Education is an important area of concern for all contemporary societies. As the base and fundamental driving force of human development, education resides at the core of the change that is radically changing the world in various areas, including those of science, technology, economics, business and culture (Baktiari & Shajar, 2006, p 3-4). It is the driving force behind scientific progress and social change. The developing countries are disadvantaged in comparison with the developed nations because of their poor educational capacities and abilities. It is thus essential for developing countries to ensure that their people not only keep and make use of their traditional knowledge but also acquire new contemporary knowledge and skills in order to integrate into the global economy and enhance their economic and developmental abilities (Baktiari & Shajar, 2006, p 3-4).
The modern world is rapidly changing from being an industrialised society to a global interrelated and cross engaged community that functions on the basis of information and knowledge (Chinnammai, 2005, p 2-3). The economic and social welfare of countries is expected to depend upon their ability to compete in global market places where industry based economies are transforming to knowledge based societies (Chinnammai, 2005, p 2-3). Education as a lifelong learning and training activity is expected to be integral to the basic functioning of all societies that wish to compete and progress in coming times (Chinnammai, 2005, p 2-3).
Globalisation has created huge new opportunities for learning at various levels of education (Brown & Lauder, 1996, p 6). The introduction of technology in classrooms is altering the ways in which education is delivered to students, as books and course material give way to matter in electronic form that can be delivered across continents with the use of online and digital technology (Brown & Lauder, 1996, p 6). Children as well as adults are now able to learn in various ways and do not require being physically present in educational institutions to increase their learning (Brown & Lauder, 1996, p 6).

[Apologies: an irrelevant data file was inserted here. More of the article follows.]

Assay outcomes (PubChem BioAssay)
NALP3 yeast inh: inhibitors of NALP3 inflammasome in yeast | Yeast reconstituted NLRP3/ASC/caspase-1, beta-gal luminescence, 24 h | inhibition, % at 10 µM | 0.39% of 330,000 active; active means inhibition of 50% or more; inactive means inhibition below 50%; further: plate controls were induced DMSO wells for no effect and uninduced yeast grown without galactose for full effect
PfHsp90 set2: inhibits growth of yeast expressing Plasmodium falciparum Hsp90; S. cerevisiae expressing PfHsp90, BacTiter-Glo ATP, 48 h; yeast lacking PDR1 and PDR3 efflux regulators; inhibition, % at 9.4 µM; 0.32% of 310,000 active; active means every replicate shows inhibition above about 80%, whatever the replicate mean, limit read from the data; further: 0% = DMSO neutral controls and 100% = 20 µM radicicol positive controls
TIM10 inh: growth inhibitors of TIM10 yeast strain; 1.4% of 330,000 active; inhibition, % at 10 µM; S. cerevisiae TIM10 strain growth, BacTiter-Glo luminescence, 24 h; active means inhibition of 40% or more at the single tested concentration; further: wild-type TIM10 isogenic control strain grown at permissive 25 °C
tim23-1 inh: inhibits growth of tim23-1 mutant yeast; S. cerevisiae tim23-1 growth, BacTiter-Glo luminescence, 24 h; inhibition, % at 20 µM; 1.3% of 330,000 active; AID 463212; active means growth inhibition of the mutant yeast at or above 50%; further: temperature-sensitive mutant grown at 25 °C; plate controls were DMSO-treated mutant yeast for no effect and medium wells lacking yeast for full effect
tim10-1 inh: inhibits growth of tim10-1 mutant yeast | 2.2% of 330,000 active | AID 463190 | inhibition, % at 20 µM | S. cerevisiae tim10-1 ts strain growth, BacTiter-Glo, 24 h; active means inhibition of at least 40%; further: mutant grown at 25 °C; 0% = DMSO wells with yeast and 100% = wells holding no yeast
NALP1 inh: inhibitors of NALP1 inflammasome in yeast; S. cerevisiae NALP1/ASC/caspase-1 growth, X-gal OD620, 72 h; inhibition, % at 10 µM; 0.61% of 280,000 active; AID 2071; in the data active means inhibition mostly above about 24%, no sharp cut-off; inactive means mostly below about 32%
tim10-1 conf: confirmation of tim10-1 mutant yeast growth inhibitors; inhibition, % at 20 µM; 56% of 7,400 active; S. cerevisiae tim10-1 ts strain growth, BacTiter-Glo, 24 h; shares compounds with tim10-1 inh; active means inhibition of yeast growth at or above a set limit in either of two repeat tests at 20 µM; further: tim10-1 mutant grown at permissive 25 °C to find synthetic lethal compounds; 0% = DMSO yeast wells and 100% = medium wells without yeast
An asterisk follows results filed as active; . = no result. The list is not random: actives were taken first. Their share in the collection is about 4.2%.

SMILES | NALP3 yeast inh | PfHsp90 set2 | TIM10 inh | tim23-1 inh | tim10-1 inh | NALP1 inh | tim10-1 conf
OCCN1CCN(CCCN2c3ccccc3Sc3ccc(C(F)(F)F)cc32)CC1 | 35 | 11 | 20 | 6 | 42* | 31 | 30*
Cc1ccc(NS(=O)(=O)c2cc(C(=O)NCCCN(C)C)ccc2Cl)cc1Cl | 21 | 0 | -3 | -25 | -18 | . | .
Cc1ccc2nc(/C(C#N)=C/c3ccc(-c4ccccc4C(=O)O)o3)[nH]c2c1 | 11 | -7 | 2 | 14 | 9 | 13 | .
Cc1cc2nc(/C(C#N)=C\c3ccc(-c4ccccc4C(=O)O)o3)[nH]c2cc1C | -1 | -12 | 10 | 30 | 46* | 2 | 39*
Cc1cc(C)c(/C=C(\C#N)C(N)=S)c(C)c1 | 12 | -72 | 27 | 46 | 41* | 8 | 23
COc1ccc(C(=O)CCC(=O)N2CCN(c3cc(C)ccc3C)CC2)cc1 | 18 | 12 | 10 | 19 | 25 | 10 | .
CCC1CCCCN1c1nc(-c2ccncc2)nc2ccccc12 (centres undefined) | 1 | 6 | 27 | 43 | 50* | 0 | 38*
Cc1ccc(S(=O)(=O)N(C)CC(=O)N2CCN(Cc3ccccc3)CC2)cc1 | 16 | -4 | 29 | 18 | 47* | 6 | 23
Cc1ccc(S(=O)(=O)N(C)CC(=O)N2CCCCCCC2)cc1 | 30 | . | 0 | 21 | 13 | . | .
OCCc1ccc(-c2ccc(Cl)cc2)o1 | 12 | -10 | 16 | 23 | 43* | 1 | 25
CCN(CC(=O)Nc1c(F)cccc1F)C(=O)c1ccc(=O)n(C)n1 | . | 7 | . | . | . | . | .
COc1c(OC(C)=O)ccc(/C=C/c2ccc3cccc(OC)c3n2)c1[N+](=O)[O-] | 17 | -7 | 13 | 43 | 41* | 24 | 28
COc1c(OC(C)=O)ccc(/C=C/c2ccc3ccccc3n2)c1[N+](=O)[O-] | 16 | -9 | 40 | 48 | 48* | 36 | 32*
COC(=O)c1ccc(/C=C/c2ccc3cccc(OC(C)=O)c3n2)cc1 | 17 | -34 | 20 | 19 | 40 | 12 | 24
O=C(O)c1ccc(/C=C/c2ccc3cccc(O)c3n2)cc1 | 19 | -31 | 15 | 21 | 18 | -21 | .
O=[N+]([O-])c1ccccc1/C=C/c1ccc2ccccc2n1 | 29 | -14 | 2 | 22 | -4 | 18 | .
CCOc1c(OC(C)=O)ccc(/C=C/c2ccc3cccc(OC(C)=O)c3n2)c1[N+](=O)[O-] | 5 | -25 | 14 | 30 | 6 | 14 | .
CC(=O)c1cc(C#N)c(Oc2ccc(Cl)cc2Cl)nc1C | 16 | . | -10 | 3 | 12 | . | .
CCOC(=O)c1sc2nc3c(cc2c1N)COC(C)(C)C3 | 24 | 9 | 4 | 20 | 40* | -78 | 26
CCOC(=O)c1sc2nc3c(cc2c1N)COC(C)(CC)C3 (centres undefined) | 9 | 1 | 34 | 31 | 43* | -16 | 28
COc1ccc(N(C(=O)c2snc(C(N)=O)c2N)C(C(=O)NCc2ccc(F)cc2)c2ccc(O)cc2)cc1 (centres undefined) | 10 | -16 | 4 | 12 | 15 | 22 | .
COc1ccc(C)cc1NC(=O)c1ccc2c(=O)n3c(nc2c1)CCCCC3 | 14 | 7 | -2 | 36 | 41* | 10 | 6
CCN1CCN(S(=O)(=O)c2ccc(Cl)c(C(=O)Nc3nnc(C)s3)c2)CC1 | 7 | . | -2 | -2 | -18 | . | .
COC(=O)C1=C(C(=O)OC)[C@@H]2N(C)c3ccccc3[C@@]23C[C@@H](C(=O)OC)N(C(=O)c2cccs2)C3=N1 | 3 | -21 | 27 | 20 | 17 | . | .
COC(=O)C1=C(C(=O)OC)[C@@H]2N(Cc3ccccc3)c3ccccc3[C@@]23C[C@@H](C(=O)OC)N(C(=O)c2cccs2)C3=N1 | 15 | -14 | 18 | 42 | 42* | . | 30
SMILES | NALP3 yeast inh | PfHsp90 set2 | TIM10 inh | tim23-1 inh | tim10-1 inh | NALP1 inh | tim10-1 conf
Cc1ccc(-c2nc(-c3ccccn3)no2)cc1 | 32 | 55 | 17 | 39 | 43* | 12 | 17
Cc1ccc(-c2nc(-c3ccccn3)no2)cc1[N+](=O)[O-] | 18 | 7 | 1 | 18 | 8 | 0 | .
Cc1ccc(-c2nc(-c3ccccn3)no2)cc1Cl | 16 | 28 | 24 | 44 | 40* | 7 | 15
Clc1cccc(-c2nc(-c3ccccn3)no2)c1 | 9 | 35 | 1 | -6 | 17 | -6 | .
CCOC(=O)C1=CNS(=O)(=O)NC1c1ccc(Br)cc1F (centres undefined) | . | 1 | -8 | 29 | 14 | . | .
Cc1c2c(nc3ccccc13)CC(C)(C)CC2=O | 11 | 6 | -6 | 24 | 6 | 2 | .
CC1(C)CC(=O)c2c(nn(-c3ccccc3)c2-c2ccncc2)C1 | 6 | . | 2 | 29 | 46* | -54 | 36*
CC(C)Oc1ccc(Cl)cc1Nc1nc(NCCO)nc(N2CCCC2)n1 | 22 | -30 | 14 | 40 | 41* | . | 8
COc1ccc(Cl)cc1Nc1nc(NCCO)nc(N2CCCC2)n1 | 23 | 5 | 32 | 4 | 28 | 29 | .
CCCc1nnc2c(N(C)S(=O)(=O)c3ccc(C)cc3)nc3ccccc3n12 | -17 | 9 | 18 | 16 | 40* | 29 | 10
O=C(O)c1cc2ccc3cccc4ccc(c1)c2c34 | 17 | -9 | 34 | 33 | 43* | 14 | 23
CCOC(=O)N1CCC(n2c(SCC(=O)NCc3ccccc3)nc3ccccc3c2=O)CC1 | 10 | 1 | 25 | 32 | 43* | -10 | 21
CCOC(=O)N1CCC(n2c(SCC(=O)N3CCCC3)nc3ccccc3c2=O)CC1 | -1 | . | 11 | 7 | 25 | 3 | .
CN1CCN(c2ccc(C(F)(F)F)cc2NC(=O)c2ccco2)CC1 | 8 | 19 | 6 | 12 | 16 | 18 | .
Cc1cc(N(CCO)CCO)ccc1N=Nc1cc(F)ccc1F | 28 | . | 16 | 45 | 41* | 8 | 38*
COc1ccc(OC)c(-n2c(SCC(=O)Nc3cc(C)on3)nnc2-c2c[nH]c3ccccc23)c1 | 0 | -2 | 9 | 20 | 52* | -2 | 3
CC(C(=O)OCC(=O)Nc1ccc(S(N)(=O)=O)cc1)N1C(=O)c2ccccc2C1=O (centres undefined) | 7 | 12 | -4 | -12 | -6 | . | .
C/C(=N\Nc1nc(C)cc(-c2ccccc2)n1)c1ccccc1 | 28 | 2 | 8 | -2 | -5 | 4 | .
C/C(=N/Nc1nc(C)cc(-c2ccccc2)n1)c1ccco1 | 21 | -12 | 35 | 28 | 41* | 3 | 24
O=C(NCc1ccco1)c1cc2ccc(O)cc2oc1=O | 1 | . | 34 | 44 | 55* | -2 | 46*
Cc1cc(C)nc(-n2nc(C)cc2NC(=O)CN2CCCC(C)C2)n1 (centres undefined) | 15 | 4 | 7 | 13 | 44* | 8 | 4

Developing nations need to use globalisation forces and facilities to benefit their educational capabilities and skills in order to (a) share in the global knowledge and intellectual pool, (b) use such knowledge for the economic and social development of their countries, (c) create values and enhance efficiencies through such global sharing of education to support and serve local needs, (d) promote international understanding, harmony, collaboration and cultural diversity across countries, and (e) facilitate communication and interaction between countries (Brown & Lauder, 1996, p 7).
Whilst developing countries need to rapidly increase their educational capacities and abilities in order to catch up with and keep pace with a rapidly transforming global society, such enhancement of educational process is an extremely challenging task (Baktiari & Shajar, 2006, p 5). Most developing countries suffer from deficits in areas of health, literacy and poverty. Whilst the governments of these nations in most cases realise the urgency and importance of increasing their educational abilities, they are often constrained by scarce resources that need to be allocated to various areas of national priority (Baktiari & Shajar, 2006, p 5).
Many of the developing nations also suffer from political instability, which makes it difficult for their governments to plan and implement long term programmes for improvement of education (Cheng, et al, 2002, p 21). Such constraints in turn result in increase in the technological and educational gap between such nations and the developed countries. It is widely accepted that inequalities in areas of knowledge continue to be one of the biggest challenges of modern day societies (Cheng, et al, 2002, p 21). The differences in educational abilities between countries are one of the most important factors behind the continued inequality among nations and peoples. Accessing of new opportunities, by developing countries in areas of education, whilst an area of national priority, is an extremely challenging task (Cheng, et al, 2002, p 21).
3. Research Methods
3.1. Research Questions
The purpose, aims and objectives of the dissertation, considered along with the information obtained from the literature review, are operationalised into the following research questions.
Research Question 1
What are the ways in which globalisation has provided opportunities to developing nations to increase their educational capacities and abilities?
Research Question 2
What are the challenges faced by developing nations in making optimal use of these opportunities?
Research Question 3
What are the ways in which utilisation of these new educational opportunities can help in the growth and development of developing countries and their people?
Research Question 4